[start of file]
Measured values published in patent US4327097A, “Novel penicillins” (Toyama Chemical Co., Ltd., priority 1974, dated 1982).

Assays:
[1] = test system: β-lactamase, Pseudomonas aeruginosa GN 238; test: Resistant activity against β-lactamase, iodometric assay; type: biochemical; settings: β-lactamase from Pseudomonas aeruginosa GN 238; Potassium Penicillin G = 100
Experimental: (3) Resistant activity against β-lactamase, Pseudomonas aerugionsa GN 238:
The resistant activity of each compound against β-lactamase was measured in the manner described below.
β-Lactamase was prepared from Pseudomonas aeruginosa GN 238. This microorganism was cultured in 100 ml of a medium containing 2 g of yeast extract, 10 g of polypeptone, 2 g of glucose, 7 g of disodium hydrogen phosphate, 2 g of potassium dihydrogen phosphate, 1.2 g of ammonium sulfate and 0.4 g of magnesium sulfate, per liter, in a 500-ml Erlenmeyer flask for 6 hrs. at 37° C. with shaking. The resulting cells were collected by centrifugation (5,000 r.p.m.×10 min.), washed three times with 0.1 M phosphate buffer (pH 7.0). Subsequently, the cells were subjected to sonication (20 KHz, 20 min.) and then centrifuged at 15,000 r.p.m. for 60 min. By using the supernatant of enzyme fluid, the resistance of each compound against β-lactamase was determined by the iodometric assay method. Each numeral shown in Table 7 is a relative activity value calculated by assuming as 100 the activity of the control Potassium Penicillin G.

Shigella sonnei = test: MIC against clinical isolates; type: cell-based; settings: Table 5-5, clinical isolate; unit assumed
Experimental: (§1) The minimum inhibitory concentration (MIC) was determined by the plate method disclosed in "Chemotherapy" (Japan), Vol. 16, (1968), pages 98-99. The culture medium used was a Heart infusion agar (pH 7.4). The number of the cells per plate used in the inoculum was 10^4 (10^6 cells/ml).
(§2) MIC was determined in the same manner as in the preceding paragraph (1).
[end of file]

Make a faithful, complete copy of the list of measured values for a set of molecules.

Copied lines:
Measured values published in patent US4327097A, “Novel penicillins” (Toyama Chemical Co., Ltd., priority 1974, dated 1982).

Assays:
[1] = test system: β-lactamase, Pseudomonas aeruginosa GN 238; test: Resistant activity against β-lactamase, iodometric assay; type: biochemical; settings: β-lactamase from Pseudomonas aeruginosa GN 238; Potassium Penicillin G = 100
Experimental: (3) Resistant activity against β-lactamase, Pseudomonas aerugionsa GN 238:
The resistant activity of each compound against β-lactamase was measured in the manner described below.
β-Lactamase was prepared from Pseudomonas aeruginosa GN 238. This microorganism was cultured in 100 ml of a medium containing 2 g of yeast extract, 10 g of polypeptone, 2 g of glucose, 7 g of disodium hydrogen phosphate, 2 g of potassium dihydrogen phosphate, 1.2 g of ammonium sulfate and 0.4 g of magnesium sulfate, per liter, in a 500-ml Erlenmeyer flask for 6 hrs. at 37° C. with shaking. The resulting cells were collected by centrifugation (5,000 r.p.m.×10 min.), washed three times with 0.1 M phosphate buffer (pH 7.0). Subsequently, the cells were subjected to sonication (20 KHz, 20 min.) and then centrifuged at 15,000 r.p.m. for 60 min. By using the supernatant of enzyme fluid, the resistance of each compound against β-lactamase was determined by the iodometric assay method. Each numeral shown in Table 7 is a relative activity value calculated by assuming as 100 the activity of the control Potassium Penicillin G.

Shigella sonnei = test: MIC against clinical isolates; type: cell-based; settings: Table 5-5, clinical isolate; unit assumed
Experimental: (§1) The minimum inhibitory concentration (MIC) was determined by the plate method disclosed in "Chemotherapy" (Japan), Vol. 16, (1968), pages 98-99. The culture medium used was a Heart infusion agar (pH 7.4). The number of the cells per plate used in the inoculum was 10^4 (10^6 cells/ml).
(§2) MIC was determined in the same manner as in the preceding paragraph (1).